“What a Bishop Might Want to Know” – and What Pope Francis Knows

This strong piece, “What a Bishop Might Want to Know,” was written by Thomas O’Meara OP in 1994, but it has lost nothing in currency. If anything, it has become more current with the ministry of the Bishop of Rome, Pope Francis. It uncannily describes how Pope Francis preaches each day in the St. Martha guesthouse chapel, and how he approaches his ministry in general.

Any bishop – indeed, any preacher, ordained or lay – might profitably use O’Meara reflections to understand how Pope Francis seems to understand the ministry of preaching, and to reflect on his or her own preaching and ministry for and with the People of God.

O’Meara discusses six issues:

  1. How Jesus is the Logos and completely human. “The Gospels show that [Jesus], out of his experience, changed directions in him ministry, expanded its horizons and came to see that not only success but condemnation lay ahead…”
  2. Moral theology. “The moral teaching of the Church cannot be presented only as rules found in Church documents.” “Should people expect instant answers to every new topic from the Church?”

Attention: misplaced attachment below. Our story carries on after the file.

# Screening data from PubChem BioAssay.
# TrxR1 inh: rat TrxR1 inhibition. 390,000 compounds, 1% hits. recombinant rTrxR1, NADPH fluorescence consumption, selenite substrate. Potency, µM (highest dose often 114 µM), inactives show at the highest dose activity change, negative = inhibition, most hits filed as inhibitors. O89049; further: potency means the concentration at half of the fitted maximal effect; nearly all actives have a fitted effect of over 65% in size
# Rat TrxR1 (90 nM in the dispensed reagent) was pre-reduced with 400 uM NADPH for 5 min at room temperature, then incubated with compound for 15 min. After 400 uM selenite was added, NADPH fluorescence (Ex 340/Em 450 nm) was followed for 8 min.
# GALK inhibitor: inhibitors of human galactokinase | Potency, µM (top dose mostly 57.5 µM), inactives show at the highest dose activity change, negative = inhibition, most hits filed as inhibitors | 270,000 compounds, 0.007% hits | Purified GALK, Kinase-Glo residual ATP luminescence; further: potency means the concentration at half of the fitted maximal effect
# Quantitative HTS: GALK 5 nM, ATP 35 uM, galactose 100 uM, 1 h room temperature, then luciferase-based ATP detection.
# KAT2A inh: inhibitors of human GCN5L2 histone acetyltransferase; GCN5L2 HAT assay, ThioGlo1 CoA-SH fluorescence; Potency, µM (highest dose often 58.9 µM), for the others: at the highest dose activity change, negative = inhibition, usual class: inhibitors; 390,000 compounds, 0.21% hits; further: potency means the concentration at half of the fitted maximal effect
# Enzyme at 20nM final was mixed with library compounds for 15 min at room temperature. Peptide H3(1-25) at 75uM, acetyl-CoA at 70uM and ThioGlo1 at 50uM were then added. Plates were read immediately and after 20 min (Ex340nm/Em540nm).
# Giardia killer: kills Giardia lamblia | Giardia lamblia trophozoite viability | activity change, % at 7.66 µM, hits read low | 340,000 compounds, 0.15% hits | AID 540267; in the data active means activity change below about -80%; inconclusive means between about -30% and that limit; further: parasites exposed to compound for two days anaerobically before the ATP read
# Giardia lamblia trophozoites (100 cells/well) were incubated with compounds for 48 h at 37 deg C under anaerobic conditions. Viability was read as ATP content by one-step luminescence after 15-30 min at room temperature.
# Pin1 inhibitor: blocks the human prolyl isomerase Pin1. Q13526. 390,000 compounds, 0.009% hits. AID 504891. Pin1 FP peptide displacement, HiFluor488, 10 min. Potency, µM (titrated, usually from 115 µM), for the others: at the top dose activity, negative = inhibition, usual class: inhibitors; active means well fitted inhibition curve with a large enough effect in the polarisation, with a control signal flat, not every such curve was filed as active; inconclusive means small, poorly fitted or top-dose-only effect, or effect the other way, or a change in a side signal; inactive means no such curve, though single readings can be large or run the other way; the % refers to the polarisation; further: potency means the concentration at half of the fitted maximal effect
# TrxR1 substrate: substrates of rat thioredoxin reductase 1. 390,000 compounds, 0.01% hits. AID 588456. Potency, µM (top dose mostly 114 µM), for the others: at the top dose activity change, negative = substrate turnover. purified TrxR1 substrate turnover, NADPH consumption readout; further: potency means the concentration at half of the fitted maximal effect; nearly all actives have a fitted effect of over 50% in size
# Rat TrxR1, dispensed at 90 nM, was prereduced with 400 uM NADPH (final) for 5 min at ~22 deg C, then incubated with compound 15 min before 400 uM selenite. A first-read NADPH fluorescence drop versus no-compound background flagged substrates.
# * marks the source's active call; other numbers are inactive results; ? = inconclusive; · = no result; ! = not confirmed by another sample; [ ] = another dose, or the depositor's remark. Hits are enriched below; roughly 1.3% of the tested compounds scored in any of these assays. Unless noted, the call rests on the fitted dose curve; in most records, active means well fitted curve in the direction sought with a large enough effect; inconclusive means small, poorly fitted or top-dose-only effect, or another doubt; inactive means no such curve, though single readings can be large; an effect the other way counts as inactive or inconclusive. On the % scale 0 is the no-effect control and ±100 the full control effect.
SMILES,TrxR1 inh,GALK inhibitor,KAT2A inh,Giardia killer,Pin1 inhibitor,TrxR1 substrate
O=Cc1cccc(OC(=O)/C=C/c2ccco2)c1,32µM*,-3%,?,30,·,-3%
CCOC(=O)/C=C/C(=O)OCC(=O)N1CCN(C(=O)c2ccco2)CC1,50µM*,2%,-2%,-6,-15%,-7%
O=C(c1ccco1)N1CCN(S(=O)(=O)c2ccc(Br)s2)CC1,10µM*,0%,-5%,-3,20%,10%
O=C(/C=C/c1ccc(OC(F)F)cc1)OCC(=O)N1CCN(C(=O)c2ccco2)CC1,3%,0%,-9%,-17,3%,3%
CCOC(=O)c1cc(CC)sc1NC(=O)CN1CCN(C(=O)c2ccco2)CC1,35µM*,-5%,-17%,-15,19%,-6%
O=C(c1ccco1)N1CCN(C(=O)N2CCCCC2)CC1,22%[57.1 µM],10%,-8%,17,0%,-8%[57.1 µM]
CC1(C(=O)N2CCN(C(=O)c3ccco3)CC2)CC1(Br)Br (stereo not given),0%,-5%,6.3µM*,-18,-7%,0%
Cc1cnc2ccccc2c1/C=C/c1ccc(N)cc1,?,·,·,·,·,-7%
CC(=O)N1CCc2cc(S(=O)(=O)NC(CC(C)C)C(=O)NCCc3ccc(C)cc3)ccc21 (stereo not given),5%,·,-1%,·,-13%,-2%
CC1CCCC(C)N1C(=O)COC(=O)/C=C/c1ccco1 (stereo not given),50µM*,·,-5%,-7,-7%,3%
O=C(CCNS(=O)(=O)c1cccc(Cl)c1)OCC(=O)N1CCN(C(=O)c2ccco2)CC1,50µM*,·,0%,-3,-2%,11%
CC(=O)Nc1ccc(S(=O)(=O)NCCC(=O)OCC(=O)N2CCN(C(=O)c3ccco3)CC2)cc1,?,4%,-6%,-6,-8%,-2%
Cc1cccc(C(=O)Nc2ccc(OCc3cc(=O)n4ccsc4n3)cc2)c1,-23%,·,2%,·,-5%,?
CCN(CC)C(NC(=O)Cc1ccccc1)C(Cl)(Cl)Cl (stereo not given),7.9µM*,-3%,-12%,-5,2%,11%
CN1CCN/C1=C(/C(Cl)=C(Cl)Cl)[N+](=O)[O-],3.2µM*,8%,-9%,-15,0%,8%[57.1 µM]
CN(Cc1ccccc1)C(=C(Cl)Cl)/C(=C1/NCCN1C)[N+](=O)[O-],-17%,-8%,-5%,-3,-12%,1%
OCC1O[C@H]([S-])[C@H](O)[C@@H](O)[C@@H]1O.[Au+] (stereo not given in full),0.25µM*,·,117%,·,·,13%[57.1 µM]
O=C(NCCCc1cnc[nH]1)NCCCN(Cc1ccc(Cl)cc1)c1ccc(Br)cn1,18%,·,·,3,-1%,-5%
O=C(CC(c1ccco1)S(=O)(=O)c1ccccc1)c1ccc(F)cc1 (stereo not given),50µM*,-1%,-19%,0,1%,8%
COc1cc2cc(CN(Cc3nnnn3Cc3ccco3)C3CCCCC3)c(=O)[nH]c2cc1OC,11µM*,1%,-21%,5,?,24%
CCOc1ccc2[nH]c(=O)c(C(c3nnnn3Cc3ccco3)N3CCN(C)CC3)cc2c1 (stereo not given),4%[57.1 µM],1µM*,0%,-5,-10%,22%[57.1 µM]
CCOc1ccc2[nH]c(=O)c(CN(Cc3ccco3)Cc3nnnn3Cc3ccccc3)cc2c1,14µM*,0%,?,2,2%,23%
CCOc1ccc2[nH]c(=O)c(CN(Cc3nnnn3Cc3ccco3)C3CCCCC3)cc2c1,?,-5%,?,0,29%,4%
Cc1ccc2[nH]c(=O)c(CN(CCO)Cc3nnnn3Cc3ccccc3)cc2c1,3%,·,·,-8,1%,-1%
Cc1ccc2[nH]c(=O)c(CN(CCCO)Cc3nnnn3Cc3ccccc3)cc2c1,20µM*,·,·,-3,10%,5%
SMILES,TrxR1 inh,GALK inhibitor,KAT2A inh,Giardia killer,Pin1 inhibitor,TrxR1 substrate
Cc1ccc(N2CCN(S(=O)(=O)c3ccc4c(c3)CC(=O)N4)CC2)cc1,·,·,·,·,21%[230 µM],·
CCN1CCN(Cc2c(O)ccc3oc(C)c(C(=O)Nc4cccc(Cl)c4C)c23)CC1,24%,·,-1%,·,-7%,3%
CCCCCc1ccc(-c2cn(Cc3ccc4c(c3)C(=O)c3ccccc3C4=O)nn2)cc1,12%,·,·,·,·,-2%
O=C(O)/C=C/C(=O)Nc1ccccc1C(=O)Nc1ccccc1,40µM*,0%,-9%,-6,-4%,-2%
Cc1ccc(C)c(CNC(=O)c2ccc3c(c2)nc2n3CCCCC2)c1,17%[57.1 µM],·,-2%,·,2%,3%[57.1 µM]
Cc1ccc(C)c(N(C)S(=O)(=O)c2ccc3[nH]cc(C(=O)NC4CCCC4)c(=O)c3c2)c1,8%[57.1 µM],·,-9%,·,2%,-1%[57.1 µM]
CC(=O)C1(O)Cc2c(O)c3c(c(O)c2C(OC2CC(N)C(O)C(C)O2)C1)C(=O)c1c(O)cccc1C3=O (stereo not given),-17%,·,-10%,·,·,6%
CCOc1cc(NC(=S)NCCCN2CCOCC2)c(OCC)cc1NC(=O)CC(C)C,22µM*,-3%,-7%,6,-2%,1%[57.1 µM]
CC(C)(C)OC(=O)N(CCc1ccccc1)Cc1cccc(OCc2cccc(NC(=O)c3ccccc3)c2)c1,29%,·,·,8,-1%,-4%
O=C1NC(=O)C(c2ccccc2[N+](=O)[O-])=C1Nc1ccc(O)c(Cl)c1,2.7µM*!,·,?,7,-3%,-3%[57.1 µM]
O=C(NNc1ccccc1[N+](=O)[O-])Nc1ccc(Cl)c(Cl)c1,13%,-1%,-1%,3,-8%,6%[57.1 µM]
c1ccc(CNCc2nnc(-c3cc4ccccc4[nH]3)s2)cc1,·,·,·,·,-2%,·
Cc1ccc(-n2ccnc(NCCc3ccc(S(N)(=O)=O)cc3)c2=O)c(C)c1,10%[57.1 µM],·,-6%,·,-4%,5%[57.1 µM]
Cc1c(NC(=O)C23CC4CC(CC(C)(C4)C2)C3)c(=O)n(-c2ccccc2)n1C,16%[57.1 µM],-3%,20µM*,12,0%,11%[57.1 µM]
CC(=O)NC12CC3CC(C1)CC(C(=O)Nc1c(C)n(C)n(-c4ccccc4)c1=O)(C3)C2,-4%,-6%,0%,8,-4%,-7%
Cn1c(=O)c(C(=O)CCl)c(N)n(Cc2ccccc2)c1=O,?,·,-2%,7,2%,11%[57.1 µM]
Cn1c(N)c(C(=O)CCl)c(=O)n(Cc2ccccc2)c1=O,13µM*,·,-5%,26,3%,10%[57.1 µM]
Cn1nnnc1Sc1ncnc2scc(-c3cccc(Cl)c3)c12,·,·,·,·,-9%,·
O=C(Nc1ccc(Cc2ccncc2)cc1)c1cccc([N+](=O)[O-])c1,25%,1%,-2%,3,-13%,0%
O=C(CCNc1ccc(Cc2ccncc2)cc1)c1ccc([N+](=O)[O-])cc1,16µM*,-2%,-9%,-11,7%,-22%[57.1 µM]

3. Expansion of ministry now underway. “Diversity in ministry is central to the Church after Vatican II and seems to be the work and goal of the Holy Spirit.”
  4. “A preacher representing the Catholic Church should discern the ‘essence’ or ‘heart’ of the Catholic spirit.” “What is the difference between Catholicism and fundamentalisms of all sorts?”
  5. Contact with those from non-Christian religions. “The episcopal preacher needs to have made his own something of the theology of circles of sacramentality found…at Vatican II.”
  6. Decision-making in the Church. “The bishop needs to explain that not everything central to Christianity has been formally defined as dogma.”

The entire piece is below. I’m sure it will interest you.

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